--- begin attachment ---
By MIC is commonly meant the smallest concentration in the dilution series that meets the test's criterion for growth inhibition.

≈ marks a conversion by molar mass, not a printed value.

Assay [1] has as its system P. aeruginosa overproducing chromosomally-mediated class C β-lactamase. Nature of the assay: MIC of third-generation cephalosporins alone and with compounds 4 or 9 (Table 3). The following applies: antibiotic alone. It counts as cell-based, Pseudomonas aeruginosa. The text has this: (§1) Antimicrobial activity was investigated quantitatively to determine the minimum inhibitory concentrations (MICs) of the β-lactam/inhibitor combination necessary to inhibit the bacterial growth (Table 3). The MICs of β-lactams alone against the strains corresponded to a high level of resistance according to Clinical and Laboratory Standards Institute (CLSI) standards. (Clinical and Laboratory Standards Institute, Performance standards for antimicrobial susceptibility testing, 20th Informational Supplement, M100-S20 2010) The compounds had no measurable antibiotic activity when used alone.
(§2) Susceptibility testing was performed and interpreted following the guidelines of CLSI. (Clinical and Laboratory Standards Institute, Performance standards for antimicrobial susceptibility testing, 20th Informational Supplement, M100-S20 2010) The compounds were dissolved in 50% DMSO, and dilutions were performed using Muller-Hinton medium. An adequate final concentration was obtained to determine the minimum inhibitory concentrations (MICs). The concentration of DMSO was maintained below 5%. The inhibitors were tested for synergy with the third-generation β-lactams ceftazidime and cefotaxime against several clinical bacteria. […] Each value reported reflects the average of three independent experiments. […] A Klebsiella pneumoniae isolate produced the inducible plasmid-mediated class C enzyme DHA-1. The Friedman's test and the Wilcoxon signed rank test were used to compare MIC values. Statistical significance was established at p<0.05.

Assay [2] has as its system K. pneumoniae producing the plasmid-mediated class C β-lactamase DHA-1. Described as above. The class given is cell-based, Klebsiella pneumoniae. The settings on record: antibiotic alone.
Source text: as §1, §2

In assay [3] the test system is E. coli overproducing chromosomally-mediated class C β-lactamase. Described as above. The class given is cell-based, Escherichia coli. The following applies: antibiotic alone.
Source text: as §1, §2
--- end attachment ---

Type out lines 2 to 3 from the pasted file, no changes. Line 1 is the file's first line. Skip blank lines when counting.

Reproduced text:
≈ marks a conversion by molar mass, not a printed value.

Assay [1] has as its system P. aeruginosa overproducing chromosomally-mediated class C β-lactamase. Nature of the assay: MIC of third-generation cephalosporins alone and with compounds 4 or 9 (Table 3). The following applies: antibiotic alone. It counts as cell-based, Pseudomonas aeruginosa. The text has this: (§1) Antimicrobial activity was investigated quantitatively to determine the minimum inhibitory concentrations (MICs) of the β-lactam/inhibitor combination necessary to inhibit the bacterial growth (Table 3). The MICs of β-lactams alone against the strains corresponded to a high level of resistance according to Clinical and Laboratory Standards Institute (CLSI) standards. (Clinical and Laboratory Standards Institute, Performance standards for antimicrobial susceptibility testing, 20th Informational Supplement, M100-S20 2010) The compounds had no measurable antibiotic activity when used alone.